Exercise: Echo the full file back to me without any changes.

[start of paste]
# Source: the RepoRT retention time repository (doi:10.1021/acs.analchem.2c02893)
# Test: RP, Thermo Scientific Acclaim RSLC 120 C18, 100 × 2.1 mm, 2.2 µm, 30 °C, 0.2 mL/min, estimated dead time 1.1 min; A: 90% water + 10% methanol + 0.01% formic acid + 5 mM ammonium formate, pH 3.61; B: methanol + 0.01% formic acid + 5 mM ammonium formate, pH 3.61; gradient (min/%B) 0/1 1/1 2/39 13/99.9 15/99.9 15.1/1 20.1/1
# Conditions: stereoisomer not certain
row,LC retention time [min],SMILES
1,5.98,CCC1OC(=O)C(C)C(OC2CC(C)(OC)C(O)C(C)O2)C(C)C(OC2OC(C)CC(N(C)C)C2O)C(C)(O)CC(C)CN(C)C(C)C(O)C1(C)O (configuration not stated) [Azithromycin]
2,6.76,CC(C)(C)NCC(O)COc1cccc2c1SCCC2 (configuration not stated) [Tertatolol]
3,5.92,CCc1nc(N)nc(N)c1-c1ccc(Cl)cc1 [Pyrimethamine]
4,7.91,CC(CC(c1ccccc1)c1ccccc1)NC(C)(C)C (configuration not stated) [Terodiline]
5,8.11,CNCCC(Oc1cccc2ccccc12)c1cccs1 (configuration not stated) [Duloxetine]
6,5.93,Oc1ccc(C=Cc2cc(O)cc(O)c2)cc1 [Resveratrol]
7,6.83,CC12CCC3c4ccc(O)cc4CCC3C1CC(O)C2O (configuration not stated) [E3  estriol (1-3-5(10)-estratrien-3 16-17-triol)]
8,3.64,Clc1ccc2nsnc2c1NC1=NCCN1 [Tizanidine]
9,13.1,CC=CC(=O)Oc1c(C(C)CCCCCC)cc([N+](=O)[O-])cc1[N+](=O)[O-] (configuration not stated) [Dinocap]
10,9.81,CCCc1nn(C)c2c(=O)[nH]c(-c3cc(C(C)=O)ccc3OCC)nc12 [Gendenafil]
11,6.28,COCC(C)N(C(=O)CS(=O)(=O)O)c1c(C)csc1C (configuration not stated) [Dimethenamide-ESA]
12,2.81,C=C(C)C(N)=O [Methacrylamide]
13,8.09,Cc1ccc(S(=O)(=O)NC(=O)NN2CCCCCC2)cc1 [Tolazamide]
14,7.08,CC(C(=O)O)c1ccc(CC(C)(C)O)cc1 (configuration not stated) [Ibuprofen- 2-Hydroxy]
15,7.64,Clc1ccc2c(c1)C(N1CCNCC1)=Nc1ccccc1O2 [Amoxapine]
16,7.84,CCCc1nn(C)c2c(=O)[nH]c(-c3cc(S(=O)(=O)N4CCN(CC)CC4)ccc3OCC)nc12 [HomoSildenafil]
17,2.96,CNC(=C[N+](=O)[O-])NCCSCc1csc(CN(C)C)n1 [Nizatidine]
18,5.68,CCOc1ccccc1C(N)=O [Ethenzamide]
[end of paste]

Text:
# Source: the RepoRT retention time repository (doi:10.1021/acs.analchem.2c02893)
# Test: RP, Thermo Scientific Acclaim RSLC 120 C18, 100 × 2.1 mm, 2.2 µm, 30 °C, 0.2 mL/min, estimated dead time 1.1 min; A: 90% water + 10% methanol + 0.01% formic acid + 5 mM ammonium formate, pH 3.61; B: methanol + 0.01% formic acid + 5 mM ammonium formate, pH 3.61; gradient (min/%B) 0/1 1/1 2/39 13/99.9 15/99.9 15.1/1 20.1/1
# Conditions: stereoisomer not certain
row,LC retention time [min],SMILES
1,5.98,CCC1OC(=O)C(C)C(OC2CC(C)(OC)C(O)C(C)O2)C(C)C(OC2OC(C)CC(N(C)C)C2O)C(C)(O)CC(C)CN(C)C(C)C(O)C1(C)O (configuration not stated) [Azithromycin]
2,6.76,CC(C)(C)NCC(O)COc1cccc2c1SCCC2 (configuration not stated) [Tertatolol]
3,5.92,CCc1nc(N)nc(N)c1-c1ccc(Cl)cc1 [Pyrimethamine]
4,7.91,CC(CC(c1ccccc1)c1ccccc1)NC(C)(C)C (configuration not stated) [Terodiline]
5,8.11,CNCCC(Oc1cccc2ccccc12)c1cccs1 (configuration not stated) [Duloxetine]
6,5.93,Oc1ccc(C=Cc2cc(O)cc(O)c2)cc1 [Resveratrol]
7,6.83,CC12CCC3c4ccc(O)cc4CCC3C1CC(O)C2O (configuration not stated) [E3  estriol (1-3-5(10)-estratrien-3 16-17-triol)]
8,3.64,Clc1ccc2nsnc2c1NC1=NCCN1 [Tizanidine]
9,13.1,CC=CC(=O)Oc1c(C(C)CCCCCC)cc([N+](=O)[O-])cc1[N+](=O)[O-] (configuration not stated) [Dinocap]
10,9.81,CCCc1nn(C)c2c(=O)[nH]c(-c3cc(C(C)=O)ccc3OCC)nc12 [Gendenafil]
11,6.28,COCC(C)N(C(=O)CS(=O)(=O)O)c1c(C)csc1C (configuration not stated) [Dimethenamide-ESA]
12,2.81,C=C(C)C(N)=O [Methacrylamide]
13,8.09,Cc1ccc(S(=O)(=O)NC(=O)NN2CCCCCC2)cc1 [Tolazamide]
14,7.08,CC(C(=O)O)c1ccc(CC(C)(C)O)cc1 (configuration not stated) [Ibuprofen- 2-Hydroxy]
15,7.64,Clc1ccc2c(c1)C(N1CCNCC1)=Nc1ccccc1O2 [Amoxapine]
16,7.84,CCCc1nn(C)c2c(=O)[nH]c(-c3cc(S(=O)(=O)N4CCN(CC)CC4)ccc3OCC)nc12 [HomoSildenafil]
17,2.96,CNC(=C[N+](=O)[O-])NCCSCc1csc(CN(C)C)n1 [Nizatidine]
18,5.68,CCOc1ccccc1C(N)=O [Ethenzamide]